The Right Livelihood Awards celebrated their 40th anniversary Wednesday at the historic Cirkus Arena in Stockholm, Sweden, where more than a thousand people gathered to celebrate this year’s four laureates: Swedish climate activist Greta Thunberg; Chinese women’s rights lawyer Guo Jianmei, Brazilian indigenous leader Davi Kopenawa and the organization he co-founded, the Yanomami Hutukara Association; and Sahrawi human rights leader Aminatou Haidar, who has challenged the Moroccan occupation of Western Sahara for decades. The Right Livelihood Award is known as the “Alternative Nobel Prize.” Over the past four decades, it’s been given to grassroots leaders and activists around the globe — among them the world-famous NSA whistleblower Edward Snowden. At Wednesday’s gala, Amy Goodman interviewed Snowden in front of the award ceremony’s live audience via video link from Moscow, where he has lived in exile since leaking a trove of secret documents revealing the U.S. government’s had built an unprecedented mass surveillance system to spy on Americans and people around the world. After sharing the documents with reporters in 2013, Snowden was charged in the U.S. for violating the Espionage Act and other laws. As he attempted to flee from Hong Kong to Latin America, Snowden was stranded in Russia after the U.S. revoked his passport, and he has lived there ever since. Edward Snowden won the Right Livelihood Award in 2014, and accepted the award from Moscow.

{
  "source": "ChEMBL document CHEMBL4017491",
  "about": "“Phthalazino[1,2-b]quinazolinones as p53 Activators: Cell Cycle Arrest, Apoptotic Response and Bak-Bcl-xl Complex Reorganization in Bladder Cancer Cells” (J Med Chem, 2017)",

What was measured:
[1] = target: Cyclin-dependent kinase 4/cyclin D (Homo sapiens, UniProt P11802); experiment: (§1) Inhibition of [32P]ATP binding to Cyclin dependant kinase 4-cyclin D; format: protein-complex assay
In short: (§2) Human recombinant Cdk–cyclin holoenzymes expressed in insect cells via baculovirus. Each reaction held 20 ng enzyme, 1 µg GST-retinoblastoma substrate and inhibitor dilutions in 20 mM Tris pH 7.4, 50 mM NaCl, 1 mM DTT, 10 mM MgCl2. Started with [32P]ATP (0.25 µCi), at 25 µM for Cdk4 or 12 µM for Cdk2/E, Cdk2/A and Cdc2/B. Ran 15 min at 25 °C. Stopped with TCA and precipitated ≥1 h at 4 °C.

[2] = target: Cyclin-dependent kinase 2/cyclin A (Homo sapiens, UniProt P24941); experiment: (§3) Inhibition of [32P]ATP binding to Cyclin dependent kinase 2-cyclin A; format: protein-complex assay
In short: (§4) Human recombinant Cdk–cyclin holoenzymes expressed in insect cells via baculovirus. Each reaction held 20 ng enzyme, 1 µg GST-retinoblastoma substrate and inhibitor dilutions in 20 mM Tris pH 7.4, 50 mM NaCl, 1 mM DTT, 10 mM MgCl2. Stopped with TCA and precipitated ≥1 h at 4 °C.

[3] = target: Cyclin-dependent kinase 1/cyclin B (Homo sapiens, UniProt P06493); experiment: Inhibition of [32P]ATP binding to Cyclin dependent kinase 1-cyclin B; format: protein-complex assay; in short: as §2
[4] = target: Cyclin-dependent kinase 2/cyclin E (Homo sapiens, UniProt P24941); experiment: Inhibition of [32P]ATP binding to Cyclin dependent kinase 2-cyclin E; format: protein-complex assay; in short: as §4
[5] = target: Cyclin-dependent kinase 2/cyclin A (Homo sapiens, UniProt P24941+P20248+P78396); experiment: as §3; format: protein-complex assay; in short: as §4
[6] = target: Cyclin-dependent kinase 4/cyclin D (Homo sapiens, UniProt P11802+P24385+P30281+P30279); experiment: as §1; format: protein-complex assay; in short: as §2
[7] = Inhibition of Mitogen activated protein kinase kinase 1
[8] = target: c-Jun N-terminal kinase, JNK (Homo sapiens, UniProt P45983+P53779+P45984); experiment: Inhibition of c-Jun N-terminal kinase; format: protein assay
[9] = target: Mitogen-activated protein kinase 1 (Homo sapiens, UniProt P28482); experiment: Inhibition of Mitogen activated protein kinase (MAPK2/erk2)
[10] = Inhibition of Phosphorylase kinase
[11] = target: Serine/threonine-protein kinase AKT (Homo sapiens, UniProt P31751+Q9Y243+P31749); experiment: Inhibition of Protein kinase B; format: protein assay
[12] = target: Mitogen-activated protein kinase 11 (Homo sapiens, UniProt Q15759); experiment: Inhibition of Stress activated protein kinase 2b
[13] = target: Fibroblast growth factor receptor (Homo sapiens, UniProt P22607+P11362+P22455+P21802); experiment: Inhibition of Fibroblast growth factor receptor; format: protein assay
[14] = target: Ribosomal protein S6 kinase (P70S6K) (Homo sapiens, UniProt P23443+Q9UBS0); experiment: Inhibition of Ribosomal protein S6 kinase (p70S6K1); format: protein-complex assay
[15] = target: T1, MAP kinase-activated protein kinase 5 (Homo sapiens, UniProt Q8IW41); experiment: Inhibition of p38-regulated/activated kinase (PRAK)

We broadcast from Madrid, Spain, where the United Nations Climate Change Conference, known as COP25, began Monday and will continue through next week, as environmental leaders from around the world gather to negotiate global solutions to the climate crisis. Activists have converged on Madrid for the conference and are hosting an alternative summit of their own: Cumbre Social por el Clima — the Social Summit for the Climate. The alternative summit has been organized by social justice and environmental groups to draw attention to the ongoing political repression in Chile, corporate influence on the climate summit, Spain's own failure to address the climate crisis and the Eurocentrism of the climate conference. This is the third year in a row that the conference is being held in Europe. We speak with Tom Kucharz, one of the organizers of the alternative climate conference. He is a journalist and activist with the group Ecologists in Action.